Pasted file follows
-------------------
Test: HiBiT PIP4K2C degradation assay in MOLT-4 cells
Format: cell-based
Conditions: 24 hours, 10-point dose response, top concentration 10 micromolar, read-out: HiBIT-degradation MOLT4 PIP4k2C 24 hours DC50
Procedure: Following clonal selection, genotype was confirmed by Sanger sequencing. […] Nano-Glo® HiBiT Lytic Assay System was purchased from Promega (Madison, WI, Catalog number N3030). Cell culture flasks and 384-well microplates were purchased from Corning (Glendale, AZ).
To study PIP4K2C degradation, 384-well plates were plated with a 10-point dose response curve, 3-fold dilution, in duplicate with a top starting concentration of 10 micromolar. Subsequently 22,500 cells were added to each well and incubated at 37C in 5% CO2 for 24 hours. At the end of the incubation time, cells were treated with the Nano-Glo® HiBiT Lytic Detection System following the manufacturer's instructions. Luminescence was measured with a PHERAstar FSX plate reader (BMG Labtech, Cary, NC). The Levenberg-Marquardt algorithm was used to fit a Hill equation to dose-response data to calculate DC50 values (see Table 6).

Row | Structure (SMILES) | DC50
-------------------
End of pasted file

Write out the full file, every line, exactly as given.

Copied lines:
Test: HiBiT PIP4K2C degradation assay in MOLT-4 cells
Format: cell-based
Conditions: 24 hours, 10-point dose response, top concentration 10 micromolar, read-out: HiBIT-degradation MOLT4 PIP4k2C 24 hours DC50
Procedure: Following clonal selection, genotype was confirmed by Sanger sequencing. […] Nano-Glo® HiBiT Lytic Assay System was purchased from Promega (Madison, WI, Catalog number N3030). Cell culture flasks and 384-well microplates were purchased from Corning (Glendale, AZ).
To study PIP4K2C degradation, 384-well plates were plated with a 10-point dose response curve, 3-fold dilution, in duplicate with a top starting concentration of 10 micromolar. Subsequently 22,500 cells were added to each well and incubated at 37C in 5% CO2 for 24 hours. At the end of the incubation time, cells were treated with the Nano-Glo® HiBiT Lytic Detection System following the manufacturer's instructions. Luminescence was measured with a PHERAstar FSX plate reader (BMG Labtech, Cary, NC). The Levenberg-Marquardt algorithm was used to fit a Hill equation to dose-response data to calculate DC50 values (see Table 6).

Row | Structure (SMILES) | DC50